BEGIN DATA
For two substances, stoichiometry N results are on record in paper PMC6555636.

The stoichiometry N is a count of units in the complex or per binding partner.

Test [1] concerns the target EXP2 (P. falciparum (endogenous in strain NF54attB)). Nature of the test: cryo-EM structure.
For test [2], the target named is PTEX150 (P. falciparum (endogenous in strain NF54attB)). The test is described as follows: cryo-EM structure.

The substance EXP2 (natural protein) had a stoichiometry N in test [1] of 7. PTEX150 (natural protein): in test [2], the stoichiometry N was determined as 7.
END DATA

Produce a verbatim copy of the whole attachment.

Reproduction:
For two substances, stoichiometry N results are on record in paper PMC6555636.

The stoichiometry N is a count of units in the complex or per binding partner.

Test [1] concerns the target EXP2 (P. falciparum (endogenous in strain NF54attB)). Nature of the test: cryo-EM structure.
For test [2], the target named is PTEX150 (P. falciparum (endogenous in strain NF54attB)). The test is described as follows: cryo-EM structure.

The substance EXP2 (natural protein) had a stoichiometry N in test [1] of 7. PTEX150 (natural protein): in test [2], the stoichiometry N was determined as 7.